HIPAA requires all compliance efforts such as policies, procedures, and training to be documented, along with records of any identified HIPAA violations and data breaches. All HIPAA documentation has to be retained for a minimum of six years, while OSHA´s documentation requirements vary by standard. For example, under OSHA, documents relating to workplace injuries and illnesses have to be retained for a minimum of five years, while documentation relating to training should be retained until the employee leaves the businesses.

Both sets of legislation have strict reporting requirements. OHSA requires deaths and serious workplace injuries to be reported, while HIPAA requires breaches of unsecured protected health information to be reported. There are strict time frames for reporting in both the OSHA and HIPAA standards – which can be reduced by state laws such as the Texas medical Records Privacy Act or a State Plan which preempts OSHA due to having more stringent reporting requirements.

Ongoing OSHA and HIPAA compliance programs must be established that ensure working practices remain compliant. The failure of covered entities to ensure OSHA and HIPAA compliance can both result in substantial financial penalties. If there is an apparent violation of the HIPAA Rules or OSHA standards, individuals are permitted to file a complaint with regulators, but since there is no private cause of action in HIPAA or the OSH Act, it is not possible for individuals to sue for violations.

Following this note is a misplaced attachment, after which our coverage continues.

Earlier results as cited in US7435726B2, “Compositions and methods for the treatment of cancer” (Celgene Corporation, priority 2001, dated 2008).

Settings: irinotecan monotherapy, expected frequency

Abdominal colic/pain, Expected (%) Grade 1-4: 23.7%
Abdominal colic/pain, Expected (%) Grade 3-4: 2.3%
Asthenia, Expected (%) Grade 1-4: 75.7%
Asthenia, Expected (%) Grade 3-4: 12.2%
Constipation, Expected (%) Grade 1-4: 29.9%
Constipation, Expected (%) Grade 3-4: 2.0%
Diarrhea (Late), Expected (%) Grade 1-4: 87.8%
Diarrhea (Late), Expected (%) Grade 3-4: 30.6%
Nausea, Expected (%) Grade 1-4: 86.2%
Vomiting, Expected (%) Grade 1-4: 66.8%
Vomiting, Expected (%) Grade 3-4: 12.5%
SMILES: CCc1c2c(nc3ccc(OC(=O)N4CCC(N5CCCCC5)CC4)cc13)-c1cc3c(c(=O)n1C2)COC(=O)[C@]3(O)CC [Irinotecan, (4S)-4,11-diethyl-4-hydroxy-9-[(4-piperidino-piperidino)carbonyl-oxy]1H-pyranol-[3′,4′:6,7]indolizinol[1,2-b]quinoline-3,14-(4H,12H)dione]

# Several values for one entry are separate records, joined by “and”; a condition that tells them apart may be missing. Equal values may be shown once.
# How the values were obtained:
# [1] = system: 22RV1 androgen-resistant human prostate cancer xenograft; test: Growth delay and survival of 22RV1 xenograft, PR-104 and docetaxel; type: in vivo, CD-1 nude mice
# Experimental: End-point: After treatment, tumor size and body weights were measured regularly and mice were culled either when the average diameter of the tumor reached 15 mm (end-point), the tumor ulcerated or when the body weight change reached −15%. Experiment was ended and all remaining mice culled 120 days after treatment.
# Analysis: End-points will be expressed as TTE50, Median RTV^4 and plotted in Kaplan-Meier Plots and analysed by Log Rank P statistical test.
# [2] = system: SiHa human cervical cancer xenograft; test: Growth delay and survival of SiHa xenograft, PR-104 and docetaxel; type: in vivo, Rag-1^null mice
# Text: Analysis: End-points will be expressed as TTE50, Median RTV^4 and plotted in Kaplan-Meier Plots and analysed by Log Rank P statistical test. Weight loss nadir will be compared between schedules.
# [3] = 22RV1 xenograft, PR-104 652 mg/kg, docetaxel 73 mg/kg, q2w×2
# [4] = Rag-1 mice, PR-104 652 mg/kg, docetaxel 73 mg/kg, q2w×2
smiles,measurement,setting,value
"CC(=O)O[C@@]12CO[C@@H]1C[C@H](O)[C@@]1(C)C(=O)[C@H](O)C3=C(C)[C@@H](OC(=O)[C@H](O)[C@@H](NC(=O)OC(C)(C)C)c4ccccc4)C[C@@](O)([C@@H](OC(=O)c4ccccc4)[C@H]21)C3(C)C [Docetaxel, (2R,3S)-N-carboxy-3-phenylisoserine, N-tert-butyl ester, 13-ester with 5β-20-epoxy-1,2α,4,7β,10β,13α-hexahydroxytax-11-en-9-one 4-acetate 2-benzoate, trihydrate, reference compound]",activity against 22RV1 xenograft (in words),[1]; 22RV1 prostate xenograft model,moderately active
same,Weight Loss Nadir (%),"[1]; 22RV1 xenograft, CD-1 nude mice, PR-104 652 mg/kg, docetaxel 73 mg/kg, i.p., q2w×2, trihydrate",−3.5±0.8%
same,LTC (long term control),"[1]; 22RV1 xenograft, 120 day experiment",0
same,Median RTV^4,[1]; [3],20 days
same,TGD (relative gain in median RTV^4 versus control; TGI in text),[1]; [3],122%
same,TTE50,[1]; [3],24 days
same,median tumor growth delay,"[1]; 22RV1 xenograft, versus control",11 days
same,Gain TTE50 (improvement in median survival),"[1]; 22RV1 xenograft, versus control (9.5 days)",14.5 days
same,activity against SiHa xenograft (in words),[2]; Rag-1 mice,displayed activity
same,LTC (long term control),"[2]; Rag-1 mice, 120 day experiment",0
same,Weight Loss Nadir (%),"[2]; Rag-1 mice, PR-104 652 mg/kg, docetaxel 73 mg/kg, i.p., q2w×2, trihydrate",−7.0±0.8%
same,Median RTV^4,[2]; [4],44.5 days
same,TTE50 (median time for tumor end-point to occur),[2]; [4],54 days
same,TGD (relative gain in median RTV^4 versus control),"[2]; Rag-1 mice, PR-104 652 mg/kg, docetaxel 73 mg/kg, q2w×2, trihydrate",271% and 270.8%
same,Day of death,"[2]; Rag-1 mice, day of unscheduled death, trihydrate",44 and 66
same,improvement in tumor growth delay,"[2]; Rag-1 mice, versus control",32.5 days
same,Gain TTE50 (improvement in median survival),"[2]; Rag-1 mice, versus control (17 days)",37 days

Federal and state regulators are responsible for investigating complaints, determining if there has been non-compliance, and deciding if financial penalties or sanctions are appropriate.


Could a single event violate both OSHA and HIPAA simultaneously?

Although OSHA relates to workplace health and safety and HIPAA relates to the privacy and security of Protected Health Information, there are circumstances in which both Acts could be violated simultaneously. For example, a fire that injures employees and destroys Protected Health Information could violate both OSHA and HIPAA if measures have not been taken to mitigate the risk of injury and back-up data.

In a healthcare environment, who is responsible for OSHA and HIPAA compliance?

OSHA does not instruct employers to assign responsibility for OSHA compliance, but HIPAA does. HIPAA requires Covered Entities to assign a Privacy Officer and a Security Officer (Business Associates are only required to assign a Security Officer). Due to healthcare organizations having to comply with multiple regulations, it would make sense for the HIPAA Privacy or Security Officer to also be responsible for OSHA compliance.

Does OSHA apply to all members of the workforce in the same way that HIPAA does?